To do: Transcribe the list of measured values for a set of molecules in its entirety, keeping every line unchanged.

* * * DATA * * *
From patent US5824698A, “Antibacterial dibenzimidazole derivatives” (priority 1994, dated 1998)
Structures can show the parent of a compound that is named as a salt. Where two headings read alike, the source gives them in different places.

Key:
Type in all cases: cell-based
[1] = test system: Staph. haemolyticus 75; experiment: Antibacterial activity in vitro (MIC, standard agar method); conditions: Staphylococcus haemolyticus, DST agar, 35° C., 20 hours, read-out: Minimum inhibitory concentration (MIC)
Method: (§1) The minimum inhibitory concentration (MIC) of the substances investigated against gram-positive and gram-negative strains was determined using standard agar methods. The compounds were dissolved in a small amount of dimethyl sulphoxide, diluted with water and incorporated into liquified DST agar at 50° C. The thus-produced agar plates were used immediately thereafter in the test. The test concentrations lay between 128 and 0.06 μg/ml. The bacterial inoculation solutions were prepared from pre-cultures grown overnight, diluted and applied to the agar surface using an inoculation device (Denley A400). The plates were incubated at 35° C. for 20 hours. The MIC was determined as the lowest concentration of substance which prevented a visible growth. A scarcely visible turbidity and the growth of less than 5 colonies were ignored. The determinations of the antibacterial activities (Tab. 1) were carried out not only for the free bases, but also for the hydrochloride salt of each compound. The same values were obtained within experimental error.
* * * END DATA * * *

From patent US5824698A, “Antibacterial dibenzimidazole derivatives” (priority 1994, dated 1998)
Structures can show the parent of a compound that is named as a salt. Where two headings read alike, the source gives them in different places.

Key:
Type in all cases: cell-based
[1] = test system: Staph. haemolyticus 75; experiment: Antibacterial activity in vitro (MIC, standard agar method); conditions: Staphylococcus haemolyticus, DST agar, 35° C., 20 hours, read-out: Minimum inhibitory concentration (MIC)
Method: (§1) The minimum inhibitory concentration (MIC) of the substances investigated against gram-positive and gram-negative strains was determined using standard agar methods. The compounds were dissolved in a small amount of dimethyl sulphoxide, diluted with water and incorporated into liquified DST agar at 50° C. The thus-produced agar plates were used immediately thereafter in the test. The test concentrations lay between 128 and 0.06 μg/ml. The bacterial inoculation solutions were prepared from pre-cultures grown overnight, diluted and applied to the agar surface using an inoculation device (Denley A400). The plates were incubated at 35° C. for 20 hours. The MIC was determined as the lowest concentration of substance which prevented a visible growth. A scarcely visible turbidity and the growth of less than 5 colonies were ignored. The determinations of the antibacterial activities (Tab. 1) were carried out not only for the free bases, but also for the hydrochloride salt of each compound. The same values were obtained within experimental error.